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Oh dear, hardly a sterling classic of journalism but I have to keep this one online simply because this is such a classic album


Lunz is a collaboration between Grammy nominated composer Tim Story and Hans-Joachim Roedelius. For anyone not yet familiar with Rodelius contributions to German cosmic music, I'd recommend Cluster "Cluster II" and Harmonia "Musik Von Harmonia" as excellent starting points.

However, enough of the past, let us move on to the present. What does Lunz sound like? The music is dominated by the piano with subtle, analogue electronic accompanyment which at times serves the same purpose as an orchestra palying some of Gorecki's more minimalist symphonies. Not until "Wobby Flu Twilight" do the electronics begin to raise their head a little higher and take the lead. By the time we get to "Akimbo" they're dominating the experience, rumbling along like some kind of classical music meets dub.

U2's The Edge described this album as "A beautiful train ride of a record" but to me it's less of trip and more of a story. It sounds like the soundtrack to some fantastic film, a journey of inner discovery and realisation like "American Beauty" but with a rural setting. The album "Lunz" has a great beauty and a gentle strength that overwhelms. This is not the sound of a man chasing past glories but a powerful and fresh piece of work, packed with inspiration and charm.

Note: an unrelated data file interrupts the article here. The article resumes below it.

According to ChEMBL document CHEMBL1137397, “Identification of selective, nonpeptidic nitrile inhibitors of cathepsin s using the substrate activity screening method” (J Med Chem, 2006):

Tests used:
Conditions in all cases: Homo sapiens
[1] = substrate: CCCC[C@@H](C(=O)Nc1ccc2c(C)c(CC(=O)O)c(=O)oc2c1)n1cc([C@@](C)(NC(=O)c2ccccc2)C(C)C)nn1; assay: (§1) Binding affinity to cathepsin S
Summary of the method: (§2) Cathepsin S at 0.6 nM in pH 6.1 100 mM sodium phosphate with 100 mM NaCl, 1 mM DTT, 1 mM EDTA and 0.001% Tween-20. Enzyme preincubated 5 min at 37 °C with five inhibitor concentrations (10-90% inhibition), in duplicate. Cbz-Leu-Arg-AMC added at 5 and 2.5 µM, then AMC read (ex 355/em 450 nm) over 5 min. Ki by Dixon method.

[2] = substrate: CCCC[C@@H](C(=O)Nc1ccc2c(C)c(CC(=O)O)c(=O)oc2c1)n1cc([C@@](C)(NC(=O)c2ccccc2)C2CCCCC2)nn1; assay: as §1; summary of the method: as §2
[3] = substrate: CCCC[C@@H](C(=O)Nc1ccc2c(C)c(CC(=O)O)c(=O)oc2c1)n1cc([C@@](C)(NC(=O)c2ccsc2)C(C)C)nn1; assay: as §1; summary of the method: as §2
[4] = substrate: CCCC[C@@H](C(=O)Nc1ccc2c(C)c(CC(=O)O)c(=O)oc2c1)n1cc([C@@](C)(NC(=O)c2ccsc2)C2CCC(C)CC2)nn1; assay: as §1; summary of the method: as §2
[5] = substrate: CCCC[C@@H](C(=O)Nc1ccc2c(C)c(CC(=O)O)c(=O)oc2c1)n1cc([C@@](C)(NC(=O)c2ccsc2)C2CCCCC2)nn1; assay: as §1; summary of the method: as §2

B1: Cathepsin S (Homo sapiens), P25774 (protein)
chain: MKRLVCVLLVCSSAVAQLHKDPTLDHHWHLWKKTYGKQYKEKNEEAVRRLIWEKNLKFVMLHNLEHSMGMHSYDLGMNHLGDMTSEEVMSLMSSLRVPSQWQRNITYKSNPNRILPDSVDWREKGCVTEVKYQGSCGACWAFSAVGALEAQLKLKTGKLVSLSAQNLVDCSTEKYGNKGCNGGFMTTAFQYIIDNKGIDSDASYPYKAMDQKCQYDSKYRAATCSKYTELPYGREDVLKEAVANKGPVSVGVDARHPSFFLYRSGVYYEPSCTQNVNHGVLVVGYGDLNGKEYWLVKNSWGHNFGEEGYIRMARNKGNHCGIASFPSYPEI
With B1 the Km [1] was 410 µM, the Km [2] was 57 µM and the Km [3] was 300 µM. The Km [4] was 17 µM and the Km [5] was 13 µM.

Although in some territories, "Lunz" and "Reinterpretations" are sold seperately, in others they come as a double CD pack. "Reinterpretations" sees a varied array of remixes. Forget any notions of "dance remixes", for all these reworkings seek to represent the music in a new guise but none of them seem to be trying to 'work the dancefloor'. Instead, the remixes seem to be coming more from the leftfield, with people like former Fridge member Adem keeping large elements of the original and adding his own vocals, as does Half Cousin. Astrid Kane chips in a great remix which adds in Lloyd Cole on vocals and Manchester's current finest Elbow also do their own remix. One of the most striking things about these remixes is how faithful they all seem to be. All of the songs are still recoginisible, have a similar spirit but each one has the remixes own personality stamped onto it.


Review by Ned Netherwood

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